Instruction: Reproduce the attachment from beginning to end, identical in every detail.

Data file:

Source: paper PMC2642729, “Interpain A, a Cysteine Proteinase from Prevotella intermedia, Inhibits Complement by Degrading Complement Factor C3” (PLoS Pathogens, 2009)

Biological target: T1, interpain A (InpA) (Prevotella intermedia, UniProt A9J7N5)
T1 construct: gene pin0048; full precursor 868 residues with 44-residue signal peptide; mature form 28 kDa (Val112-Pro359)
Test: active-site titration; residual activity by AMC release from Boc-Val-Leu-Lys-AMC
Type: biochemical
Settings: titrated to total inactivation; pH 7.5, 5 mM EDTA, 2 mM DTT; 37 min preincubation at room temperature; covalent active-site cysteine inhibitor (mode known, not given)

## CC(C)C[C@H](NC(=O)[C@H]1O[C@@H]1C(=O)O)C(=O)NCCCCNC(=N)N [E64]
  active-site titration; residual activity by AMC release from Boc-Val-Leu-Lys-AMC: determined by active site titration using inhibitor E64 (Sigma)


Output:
Source: paper PMC2642729, “Interpain A, a Cysteine Proteinase from Prevotella intermedia, Inhibits Complement by Degrading Complement Factor C3” (PLoS Pathogens, 2009)

Biological target: T1, interpain A (InpA) (Prevotella intermedia, UniProt A9J7N5)
T1 construct: gene pin0048; full precursor 868 residues with 44-residue signal peptide; mature form 28 kDa (Val112-Pro359)
Test: active-site titration; residual activity by AMC release from Boc-Val-Leu-Lys-AMC
Type: biochemical
Settings: titrated to total inactivation; pH 7.5, 5 mM EDTA, 2 mM DTT; 37 min preincubation at room temperature; covalent active-site cysteine inhibitor (mode known, not given)

## CC(C)C[C@H](NC(=O)[C@H]1O[C@@H]1C(=O)O)C(=O)NCCCCNC(=N)N [E64]
  active-site titration; residual activity by AMC release from Boc-Val-Leu-Lys-AMC: determined by active site titration using inhibitor E64 (Sigma)